Greece: Organisations support rights and health of refugee women
In the last few years following the refugee crisis, organisations in Greece have developed projects focusing on the rights and needs of female refugees. In Athens and its outskirts, where upwards of 21,000 refugees now live, organisations have been working to provide physical and psychosocial health support, educational courses and job opportunities to refugee women.
One example is the case of Soheila, an Afghan refugee, who after completing a training course now teaches maternal health and reproductive rights to refugee and migrant women. Her classes are part of a larger programme implemented by The Unmentionables, which provides access to sexual and reproductive health education to refugee and migrant communities.
Another initiative, Melissa Network, began as a small networking group for migrant women in Athens and has developed into an organisation with over 100 members. Melissa Network offers programmes and training on a wide range of subjects like language, art, drama therapy, product design and woodworking. Besides these classes, women who join Melissa Network are required to attend a certain number of workshops and seminars covering topics like women’s rights and legal issues in the asylum procedure.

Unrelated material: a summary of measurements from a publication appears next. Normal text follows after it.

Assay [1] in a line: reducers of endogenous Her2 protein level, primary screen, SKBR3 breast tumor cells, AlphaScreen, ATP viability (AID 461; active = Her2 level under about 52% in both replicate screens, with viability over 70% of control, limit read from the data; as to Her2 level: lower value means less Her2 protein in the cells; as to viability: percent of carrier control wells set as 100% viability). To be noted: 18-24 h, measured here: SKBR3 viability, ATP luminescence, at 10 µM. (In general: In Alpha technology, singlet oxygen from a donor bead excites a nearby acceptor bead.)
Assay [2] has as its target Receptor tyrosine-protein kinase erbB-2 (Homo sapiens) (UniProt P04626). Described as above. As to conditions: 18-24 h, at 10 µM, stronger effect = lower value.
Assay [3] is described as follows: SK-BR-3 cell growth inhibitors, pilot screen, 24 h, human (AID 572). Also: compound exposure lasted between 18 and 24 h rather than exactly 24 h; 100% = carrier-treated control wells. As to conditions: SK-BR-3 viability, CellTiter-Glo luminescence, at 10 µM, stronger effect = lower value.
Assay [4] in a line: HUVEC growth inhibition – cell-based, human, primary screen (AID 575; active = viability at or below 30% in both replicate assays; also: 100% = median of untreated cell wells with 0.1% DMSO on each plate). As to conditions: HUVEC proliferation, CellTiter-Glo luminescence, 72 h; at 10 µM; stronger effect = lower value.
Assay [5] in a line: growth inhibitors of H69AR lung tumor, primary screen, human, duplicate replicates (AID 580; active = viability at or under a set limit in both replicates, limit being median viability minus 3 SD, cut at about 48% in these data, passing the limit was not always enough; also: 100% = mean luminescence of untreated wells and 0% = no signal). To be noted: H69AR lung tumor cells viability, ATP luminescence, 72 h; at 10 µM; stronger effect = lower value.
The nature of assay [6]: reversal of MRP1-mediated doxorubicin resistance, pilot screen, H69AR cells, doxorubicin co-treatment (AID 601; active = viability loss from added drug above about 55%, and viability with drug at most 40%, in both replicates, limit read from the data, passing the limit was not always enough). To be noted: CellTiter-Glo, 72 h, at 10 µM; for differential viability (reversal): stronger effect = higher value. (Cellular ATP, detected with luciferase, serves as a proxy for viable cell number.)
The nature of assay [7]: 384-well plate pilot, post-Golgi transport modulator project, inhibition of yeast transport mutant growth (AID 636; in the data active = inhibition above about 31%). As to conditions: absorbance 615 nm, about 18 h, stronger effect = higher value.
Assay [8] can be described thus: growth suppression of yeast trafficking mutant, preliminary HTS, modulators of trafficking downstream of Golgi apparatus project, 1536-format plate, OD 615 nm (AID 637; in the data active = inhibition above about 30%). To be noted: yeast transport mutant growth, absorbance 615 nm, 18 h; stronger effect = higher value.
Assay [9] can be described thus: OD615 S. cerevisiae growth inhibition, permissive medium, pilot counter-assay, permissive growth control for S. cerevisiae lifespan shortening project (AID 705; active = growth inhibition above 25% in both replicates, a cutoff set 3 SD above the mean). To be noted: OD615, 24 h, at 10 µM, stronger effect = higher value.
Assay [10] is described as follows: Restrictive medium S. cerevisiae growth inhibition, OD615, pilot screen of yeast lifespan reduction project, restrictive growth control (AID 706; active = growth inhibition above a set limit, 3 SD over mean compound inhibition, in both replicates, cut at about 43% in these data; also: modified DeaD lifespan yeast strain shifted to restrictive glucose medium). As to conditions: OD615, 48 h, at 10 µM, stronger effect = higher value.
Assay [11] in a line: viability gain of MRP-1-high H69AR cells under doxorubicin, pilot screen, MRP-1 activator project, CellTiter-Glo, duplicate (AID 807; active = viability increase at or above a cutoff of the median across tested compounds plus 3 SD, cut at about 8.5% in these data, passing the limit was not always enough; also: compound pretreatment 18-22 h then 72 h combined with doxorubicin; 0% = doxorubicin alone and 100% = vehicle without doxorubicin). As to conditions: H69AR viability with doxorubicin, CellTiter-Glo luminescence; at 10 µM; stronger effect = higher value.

For refugee women, and particularly for women who are victims of sexual and gender-based violence, knowing how the female body works and understanding their rights has proven to be a powerful combination as they rebuild their lives in Europe. However, experts note that there remains a gap in programming whereby refugee men are not given the same education and training on sexual and reproductive health, women’s rights and related topics, and this gap between refugee men and women can lead to conflict and violence at home. Thus, programmes focused on promoting the rights and health of female refugees may also need to work with refugee men, especially in cases of sexual and gender-based violence.